Happy New Year Rhône heads! Those of you who have read my article on page 2 already know of my optimistic resolutions to stretch more, read more and eat and drink orangically whenever possible. Fortunately for us, many appellations in the Southern Rhône exhibit a dry micro climate and windy conditions, making it easier for vignerons to produce their wines along organic, nearly organic (or in this case biodynamic) lines, as they do not have to deal with conditions such as rot and mildew nearly as often. Below are two beautiful examples! 2003 Montirius Vacqueyras ($22.99) Montirius is the family estate of Christine and Eric Saurel, fifth generation growers whose vineyards grace the prestigious Plateau des Garrigues above the village of Vacqueyras in the southern Rhône valley. Their vineyards are tended biodynamically, a strict form of sustainable viticulture. This 2003 Vacqueyras is a grenache-based red that is hands down one of the best Vacqueyras I have tasted from the 2003 vintage. Black currant ripeness is matched by rich black olive flavors. Good acidity to boot makes this southern Rhône one long, cool beauty. 2003 Montirius Gigondas ($29.99) The Montirius Gigondas is another grenache-based beauty that displays ample flesh, yet maintains a degree of elegance and restraint not that easy to come by in most 2003 Southern Rhones. In fact, La Revue du Vin de France (July/August 2005) gives the 2003 Gigondas from Montirius four stars out of five, a truly impressive accolade from what I believe is one of the best reference points for rating French wines. Enjoy now with one hour of decanting and over the next six years. —Mulan Chan
2004 Gravitas “St. Arnaud Vineyard” Sauvignon Blanc Marlborough New Zealand ($15.99) This wine shows great intensity with a bouquet full of melon, passion fruit, white grapefruit, citrus, wet stone and minerals. These elements follow on the palate with great balancing acidity and superb length that is precise and pure. 2000 Petaluma Cabernet-Merlot Coonawarra South Australia ($19.99) Here’s a chance to try a classic Coonawarra blend for HALF PRICE, that was given 91 points from Wine & Spirits. This wine, made of equal parts cabernet sauvignon and merlot, offers aromas of mint, currant, dark cherry, tobacco leaf and minerals. On the palate, the wine has good acidity with gravelly fine dusty tannins that lend structure to the components above and lead to a fine finish. 2004 Water Wheel “Memsie” Bendigo Victoria ($9.99) This one got 90 points from the Wine Spectator AND Robert Parker. The dark purple color leads to juicy black and blueberry fruit with notes of earth and licorice. A GREAT bargain. 2004 Sylvan Springs “Hard Yards” Shiraz Vale South Australia ($14.99) This wine is lovely. It shows supple silky peppery cassis and blackberry fruit with some earthy notes. The palate reveals fine balance with good acidity and excellent length. Another fine value. Happy New Year! —Jimmy C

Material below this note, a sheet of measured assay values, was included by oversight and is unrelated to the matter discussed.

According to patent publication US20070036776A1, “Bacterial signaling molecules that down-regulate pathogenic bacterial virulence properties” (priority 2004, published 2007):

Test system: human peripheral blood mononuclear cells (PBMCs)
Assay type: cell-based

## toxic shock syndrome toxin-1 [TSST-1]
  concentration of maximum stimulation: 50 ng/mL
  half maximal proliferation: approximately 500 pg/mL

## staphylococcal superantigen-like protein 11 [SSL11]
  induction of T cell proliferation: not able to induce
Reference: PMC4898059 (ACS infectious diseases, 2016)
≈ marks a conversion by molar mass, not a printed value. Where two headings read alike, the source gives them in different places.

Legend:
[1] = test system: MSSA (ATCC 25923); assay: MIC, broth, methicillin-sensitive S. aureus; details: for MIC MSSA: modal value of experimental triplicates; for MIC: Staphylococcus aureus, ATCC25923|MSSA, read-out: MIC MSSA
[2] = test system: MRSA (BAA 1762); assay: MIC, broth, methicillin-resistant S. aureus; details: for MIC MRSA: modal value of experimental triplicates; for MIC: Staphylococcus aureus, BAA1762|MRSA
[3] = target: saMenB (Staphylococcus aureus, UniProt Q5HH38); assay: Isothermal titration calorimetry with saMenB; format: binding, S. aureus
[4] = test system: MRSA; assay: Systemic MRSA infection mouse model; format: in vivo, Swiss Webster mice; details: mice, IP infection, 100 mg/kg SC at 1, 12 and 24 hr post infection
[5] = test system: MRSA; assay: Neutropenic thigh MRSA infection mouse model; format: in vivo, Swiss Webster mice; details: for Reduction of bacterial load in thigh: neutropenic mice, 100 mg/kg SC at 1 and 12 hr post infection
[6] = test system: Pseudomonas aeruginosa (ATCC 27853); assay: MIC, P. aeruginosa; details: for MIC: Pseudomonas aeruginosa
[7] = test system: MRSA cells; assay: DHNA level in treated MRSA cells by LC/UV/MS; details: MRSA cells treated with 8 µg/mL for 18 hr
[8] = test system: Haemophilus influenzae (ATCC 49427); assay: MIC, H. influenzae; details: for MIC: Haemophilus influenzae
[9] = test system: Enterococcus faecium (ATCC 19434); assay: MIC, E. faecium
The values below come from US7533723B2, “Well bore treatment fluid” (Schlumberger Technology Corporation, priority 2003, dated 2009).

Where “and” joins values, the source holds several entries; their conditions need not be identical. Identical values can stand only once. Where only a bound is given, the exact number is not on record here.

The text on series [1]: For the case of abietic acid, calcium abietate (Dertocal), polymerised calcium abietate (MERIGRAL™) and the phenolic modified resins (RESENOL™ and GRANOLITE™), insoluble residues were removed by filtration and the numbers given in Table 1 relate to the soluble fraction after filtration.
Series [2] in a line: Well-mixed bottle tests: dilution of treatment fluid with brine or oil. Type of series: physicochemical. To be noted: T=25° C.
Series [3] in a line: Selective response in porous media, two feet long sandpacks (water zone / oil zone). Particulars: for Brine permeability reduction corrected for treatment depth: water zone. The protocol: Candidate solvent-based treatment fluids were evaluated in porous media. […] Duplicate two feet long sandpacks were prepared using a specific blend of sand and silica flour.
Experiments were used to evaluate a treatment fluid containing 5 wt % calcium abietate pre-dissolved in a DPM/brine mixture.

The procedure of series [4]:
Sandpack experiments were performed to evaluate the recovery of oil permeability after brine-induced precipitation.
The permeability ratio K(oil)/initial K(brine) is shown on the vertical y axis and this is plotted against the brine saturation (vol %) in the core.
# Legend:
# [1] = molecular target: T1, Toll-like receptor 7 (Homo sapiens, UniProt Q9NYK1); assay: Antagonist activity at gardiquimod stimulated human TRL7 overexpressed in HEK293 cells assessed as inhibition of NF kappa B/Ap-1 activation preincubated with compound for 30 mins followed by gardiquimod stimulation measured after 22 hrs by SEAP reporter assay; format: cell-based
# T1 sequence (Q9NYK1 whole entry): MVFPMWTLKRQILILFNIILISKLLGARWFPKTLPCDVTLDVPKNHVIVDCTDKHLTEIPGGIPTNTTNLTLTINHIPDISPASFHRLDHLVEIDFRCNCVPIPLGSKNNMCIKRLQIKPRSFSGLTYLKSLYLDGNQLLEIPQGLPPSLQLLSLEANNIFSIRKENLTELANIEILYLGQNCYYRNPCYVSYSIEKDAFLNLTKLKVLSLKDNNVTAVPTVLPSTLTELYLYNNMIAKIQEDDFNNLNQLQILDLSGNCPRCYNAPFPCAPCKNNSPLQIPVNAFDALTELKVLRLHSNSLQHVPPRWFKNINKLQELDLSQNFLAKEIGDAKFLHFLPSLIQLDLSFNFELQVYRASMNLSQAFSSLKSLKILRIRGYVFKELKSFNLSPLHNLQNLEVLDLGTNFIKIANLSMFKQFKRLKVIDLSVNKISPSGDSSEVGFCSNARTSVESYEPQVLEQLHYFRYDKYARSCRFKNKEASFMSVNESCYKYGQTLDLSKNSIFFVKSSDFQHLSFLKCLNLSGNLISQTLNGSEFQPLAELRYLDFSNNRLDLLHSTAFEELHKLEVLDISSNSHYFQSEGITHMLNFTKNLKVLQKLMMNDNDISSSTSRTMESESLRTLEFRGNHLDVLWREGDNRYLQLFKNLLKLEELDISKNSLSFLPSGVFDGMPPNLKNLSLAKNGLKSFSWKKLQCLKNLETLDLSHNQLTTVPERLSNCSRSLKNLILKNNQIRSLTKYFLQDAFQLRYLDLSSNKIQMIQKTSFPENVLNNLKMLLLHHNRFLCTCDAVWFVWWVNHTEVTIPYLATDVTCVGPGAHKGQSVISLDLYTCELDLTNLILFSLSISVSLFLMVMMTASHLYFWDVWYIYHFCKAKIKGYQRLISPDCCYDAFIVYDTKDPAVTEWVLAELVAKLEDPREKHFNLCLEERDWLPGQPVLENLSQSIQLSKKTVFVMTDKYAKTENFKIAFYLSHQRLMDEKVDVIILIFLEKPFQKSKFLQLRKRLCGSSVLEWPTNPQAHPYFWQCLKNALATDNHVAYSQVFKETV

Perched on a rocky plateau overlooking the town of Paulliac, Château Pedesclaux shares position with such graces as Mouton-Rothschild, Lafite-Rothschild, Lynch-Bages and Pontet-Canet. Pedesclaux hasn’t always been at the top of its capacities. The château received 5th growth classification in 1855. After World War II it was purchased by the Jucla family. Renovations of the estate began in 1996 when the two youngest Juclas took over the management, and improvements are tangible. It’s planted with traditional Médoc grapes averaging 35 years (50% cabernet sauvignon, 45% merlot, 5% cabernet franc), and then matured for 18 months in 33% new oak. The 2002 Ch. Pedesclaux ($24.99) is opaque and deep in color with aromas of ripe dark fruit, and spices on the nose. The palate opens slowly introducing you to tender fruit with a touch of earthiness that evolves to light notes of coffee and tobacco. This is a great wine that will age well over the next 5-8 years. Three other noteworthy values under $20 are from the great 2003 vintage. 2003 Ch. Perron ($18.99), Lalande-de-Pomerol, is primarily merlot and has a dandy black berry and gravelly nose. Bright cherry hints with bits of cassis and plum are the main characters on the palate. 2003 Ch. Serilhan ($19.99), Saint-Estèphe, has undertones of earth and leather on the nose and palate. This wine provides the opportunity to explore dense black fruit and spice. It’s ready to drink now! A rarity in St-Estèphe. From a small appellation, Listrac-Médoc, 2003 Ch. Saransot-Dupre ($17.99) is a merlot-based wine. This beauty is aged in 30% new oak barrels creating hints of spice, and cassis exploding on the nose. This wine offers supple tannins that makes it approachable today. Enjoy now and over the next couple of years. —Alexandre Brisoux
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